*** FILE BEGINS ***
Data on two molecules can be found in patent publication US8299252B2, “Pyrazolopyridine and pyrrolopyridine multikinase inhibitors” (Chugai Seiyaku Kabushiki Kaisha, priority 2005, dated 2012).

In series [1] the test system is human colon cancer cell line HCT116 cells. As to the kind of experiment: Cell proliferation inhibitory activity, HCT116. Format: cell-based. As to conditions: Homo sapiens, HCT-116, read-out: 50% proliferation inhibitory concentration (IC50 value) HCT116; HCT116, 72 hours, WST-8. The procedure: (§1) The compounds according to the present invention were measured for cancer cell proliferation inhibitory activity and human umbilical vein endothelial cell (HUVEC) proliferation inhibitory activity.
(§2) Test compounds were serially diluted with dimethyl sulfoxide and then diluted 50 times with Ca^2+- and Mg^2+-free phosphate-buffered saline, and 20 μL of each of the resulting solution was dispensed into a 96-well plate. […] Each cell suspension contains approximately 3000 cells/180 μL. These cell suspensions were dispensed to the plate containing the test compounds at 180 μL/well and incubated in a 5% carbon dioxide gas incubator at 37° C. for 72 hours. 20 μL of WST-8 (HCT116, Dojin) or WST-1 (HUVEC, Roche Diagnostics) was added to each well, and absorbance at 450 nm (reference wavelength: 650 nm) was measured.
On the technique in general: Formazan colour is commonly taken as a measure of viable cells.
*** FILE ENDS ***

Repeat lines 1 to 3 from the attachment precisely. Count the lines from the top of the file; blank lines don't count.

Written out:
Data on two molecules can be found in patent publication US8299252B2, “Pyrazolopyridine and pyrrolopyridine multikinase inhibitors” (Chugai Seiyaku Kabushiki Kaisha, priority 2005, dated 2012).

In series [1] the test system is human colon cancer cell line HCT116 cells. As to the kind of experiment: Cell proliferation inhibitory activity, HCT116. Format: cell-based. As to conditions: Homo sapiens, HCT-116, read-out: 50% proliferation inhibitory concentration (IC50 value) HCT116; HCT116, 72 hours, WST-8. The procedure: (§1) The compounds according to the present invention were measured for cancer cell proliferation inhibitory activity and human umbilical vein endothelial cell (HUVEC) proliferation inhibitory activity.
(§2) Test compounds were serially diluted with dimethyl sulfoxide and then diluted 50 times with Ca^2+- and Mg^2+-free phosphate-buffered saline, and 20 μL of each of the resulting solution was dispensed into a 96-well plate. […] Each cell suspension contains approximately 3000 cells/180 μL. These cell suspensions were dispensed to the plate containing the test compounds at 180 μL/well and incubated in a 5% carbon dioxide gas incubator at 37° C. for 72 hours. 20 μL of WST-8 (HCT116, Dojin) or WST-1 (HUVEC, Roche Diagnostics) was added to each well, and absorbance at 450 nm (reference wavelength: 650 nm) was measured.